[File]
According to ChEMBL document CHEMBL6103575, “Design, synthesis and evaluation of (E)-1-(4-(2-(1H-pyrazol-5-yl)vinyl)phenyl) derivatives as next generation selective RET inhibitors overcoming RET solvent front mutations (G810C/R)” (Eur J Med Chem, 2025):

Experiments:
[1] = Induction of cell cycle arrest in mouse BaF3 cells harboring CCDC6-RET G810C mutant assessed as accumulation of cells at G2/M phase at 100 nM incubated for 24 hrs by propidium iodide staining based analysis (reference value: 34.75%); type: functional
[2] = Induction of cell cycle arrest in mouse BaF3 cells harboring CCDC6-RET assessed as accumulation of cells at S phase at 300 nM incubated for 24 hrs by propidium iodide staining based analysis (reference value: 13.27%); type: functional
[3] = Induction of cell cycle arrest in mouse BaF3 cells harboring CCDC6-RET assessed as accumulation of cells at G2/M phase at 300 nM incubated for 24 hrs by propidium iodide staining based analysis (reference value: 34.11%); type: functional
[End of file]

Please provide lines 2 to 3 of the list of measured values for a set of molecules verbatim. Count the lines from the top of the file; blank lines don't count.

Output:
Experiments:
[1] = Induction of cell cycle arrest in mouse BaF3 cells harboring CCDC6-RET G810C mutant assessed as accumulation of cells at G2/M phase at 100 nM incubated for 24 hrs by propidium iodide staining based analysis (reference value: 34.75%); type: functional